Gastric Bypass Surgery For Weight Loss Associate With Reduced Cancer Risk, Study Shows

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Researchers from the Obesity Society have discovered a potential additional advantage of undergoing bariatric surgery like gastric bypass for weight loss. According to their findings, this type of surgery, as per a study conducted at the University of Utah, is associated with a reduced risk of developing and succumbing to obesity-related cancers, particularly among women.

Death rates reduced in women undergoing bariatric surgery

The research indicates that cancer death rates were notably reduced in women who underwent bariatric surgery compared to those who didn’t.

Prior studies have found a link between higher body mass index and cancer, but it’s unclear if intentional weight loss lowers cancer risk. Researchers point out challenges in achieving widespread weight loss. Recent research indicates that bariatric surgery is associated with reduced cancer rates and mortality compared to non-surgical individuals.

The study emphasizes the significance of consistent findings across various studies in the realm of human disease research. The study’s lead author, Ted D. Adams, highlighted its importance in confirming the positive impact of weight loss surgery on cancer prevention over the long term.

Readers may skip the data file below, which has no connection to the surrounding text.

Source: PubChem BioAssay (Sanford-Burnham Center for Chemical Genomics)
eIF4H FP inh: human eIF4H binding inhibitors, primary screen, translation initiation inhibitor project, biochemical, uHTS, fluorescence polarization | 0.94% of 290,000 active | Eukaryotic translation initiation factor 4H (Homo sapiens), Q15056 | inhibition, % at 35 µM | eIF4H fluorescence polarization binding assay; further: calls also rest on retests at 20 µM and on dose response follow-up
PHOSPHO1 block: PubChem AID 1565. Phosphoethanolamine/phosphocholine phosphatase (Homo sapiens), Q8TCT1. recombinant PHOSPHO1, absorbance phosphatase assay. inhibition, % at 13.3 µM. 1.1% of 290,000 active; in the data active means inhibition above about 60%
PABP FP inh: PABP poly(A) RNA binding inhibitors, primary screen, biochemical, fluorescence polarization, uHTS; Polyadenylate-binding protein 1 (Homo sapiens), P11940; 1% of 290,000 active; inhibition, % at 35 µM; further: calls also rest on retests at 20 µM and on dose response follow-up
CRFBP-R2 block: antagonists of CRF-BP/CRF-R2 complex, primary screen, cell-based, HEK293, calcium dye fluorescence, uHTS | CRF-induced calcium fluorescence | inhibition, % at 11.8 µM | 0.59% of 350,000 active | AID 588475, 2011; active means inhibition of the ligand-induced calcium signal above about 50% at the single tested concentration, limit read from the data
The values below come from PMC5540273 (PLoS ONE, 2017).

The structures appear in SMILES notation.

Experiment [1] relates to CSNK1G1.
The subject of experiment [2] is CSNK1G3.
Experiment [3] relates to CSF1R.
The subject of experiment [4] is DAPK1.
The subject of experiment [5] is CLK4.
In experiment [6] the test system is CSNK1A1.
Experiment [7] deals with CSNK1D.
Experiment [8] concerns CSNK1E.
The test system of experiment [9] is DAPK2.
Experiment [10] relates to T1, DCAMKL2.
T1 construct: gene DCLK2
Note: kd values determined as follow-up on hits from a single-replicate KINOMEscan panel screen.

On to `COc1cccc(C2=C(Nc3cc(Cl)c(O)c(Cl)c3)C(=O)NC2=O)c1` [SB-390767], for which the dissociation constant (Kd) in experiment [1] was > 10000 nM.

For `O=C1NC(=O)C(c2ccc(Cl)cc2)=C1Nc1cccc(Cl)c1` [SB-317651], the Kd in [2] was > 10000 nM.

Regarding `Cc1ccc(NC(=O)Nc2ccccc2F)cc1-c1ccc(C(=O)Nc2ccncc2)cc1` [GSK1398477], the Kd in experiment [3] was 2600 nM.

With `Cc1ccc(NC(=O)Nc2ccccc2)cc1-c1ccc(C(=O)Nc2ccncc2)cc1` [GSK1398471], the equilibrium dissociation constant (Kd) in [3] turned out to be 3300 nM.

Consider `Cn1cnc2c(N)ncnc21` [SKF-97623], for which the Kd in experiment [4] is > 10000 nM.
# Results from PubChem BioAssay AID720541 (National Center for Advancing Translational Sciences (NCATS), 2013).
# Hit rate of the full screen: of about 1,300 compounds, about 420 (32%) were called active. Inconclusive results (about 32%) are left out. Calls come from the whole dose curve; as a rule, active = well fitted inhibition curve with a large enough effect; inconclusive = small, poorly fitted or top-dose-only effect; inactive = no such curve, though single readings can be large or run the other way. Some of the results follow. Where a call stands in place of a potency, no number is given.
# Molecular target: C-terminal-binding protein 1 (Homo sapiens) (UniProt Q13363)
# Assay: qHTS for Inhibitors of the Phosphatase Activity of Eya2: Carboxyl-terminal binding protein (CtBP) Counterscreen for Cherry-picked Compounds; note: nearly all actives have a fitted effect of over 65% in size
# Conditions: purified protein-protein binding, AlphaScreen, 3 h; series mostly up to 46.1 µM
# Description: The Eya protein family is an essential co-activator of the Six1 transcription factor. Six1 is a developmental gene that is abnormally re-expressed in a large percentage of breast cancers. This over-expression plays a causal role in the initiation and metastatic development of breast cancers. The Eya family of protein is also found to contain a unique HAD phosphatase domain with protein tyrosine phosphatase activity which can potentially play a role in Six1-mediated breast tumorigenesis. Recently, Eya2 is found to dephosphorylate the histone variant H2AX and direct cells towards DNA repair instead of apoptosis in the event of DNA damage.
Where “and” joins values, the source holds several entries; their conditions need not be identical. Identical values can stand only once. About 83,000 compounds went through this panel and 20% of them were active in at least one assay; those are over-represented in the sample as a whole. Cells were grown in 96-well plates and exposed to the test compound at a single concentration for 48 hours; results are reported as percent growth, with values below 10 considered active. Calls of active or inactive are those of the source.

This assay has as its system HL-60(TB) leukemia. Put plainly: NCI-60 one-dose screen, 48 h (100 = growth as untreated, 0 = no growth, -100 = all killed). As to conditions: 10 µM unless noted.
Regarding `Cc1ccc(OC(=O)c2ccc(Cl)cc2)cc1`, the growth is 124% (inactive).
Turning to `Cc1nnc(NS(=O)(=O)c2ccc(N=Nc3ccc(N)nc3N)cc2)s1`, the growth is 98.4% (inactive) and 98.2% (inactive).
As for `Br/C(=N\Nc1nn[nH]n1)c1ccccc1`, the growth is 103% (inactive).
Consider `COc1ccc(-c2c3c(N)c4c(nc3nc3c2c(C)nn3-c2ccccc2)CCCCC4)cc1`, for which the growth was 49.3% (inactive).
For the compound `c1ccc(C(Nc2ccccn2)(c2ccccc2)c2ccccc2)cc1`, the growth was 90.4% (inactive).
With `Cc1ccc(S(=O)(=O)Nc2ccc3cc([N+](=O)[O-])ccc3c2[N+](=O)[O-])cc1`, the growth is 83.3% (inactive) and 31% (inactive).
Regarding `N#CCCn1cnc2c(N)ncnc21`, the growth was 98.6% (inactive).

In the recent study, researchers compared cancer rates and outcomes between obese and non-obese individuals, considering factors such as cancer type, gender, stage, and treatment. They analyzed data from nearly 22,000 patients who underwent bariatric surgery and those with severe obesity but no surgery between 1982 and 2019.

Bariatric surgery reduced cancer risk by 25%

Findings revealed that individuals who underwent bariatric surgery had a 25% reduced cancer risk compared to those who didn’t have the surgery. Specifically, female bariatric surgery subjects had a 41% lower obesity-related cancers compared to non-surgery females. However, the cancer risk among male bariatric surgery patients remained unchanged.

Notably, a significant decrease in cancer risk was observed for colon, ovarian, uterine, pre-menopausal breast, and post-menopausal breast cancers. Furthermore, among female bariatric surgery patients, the risk of death from cancer decreased by 47% compared to non-surgery patients.

Dr Adams concluded that the study offers important insight regarding bariatric surgery’s role in reducing risk of colon cancer. Interestingly post and premenopausal women benefitted with reduced incidence of breast cancer.

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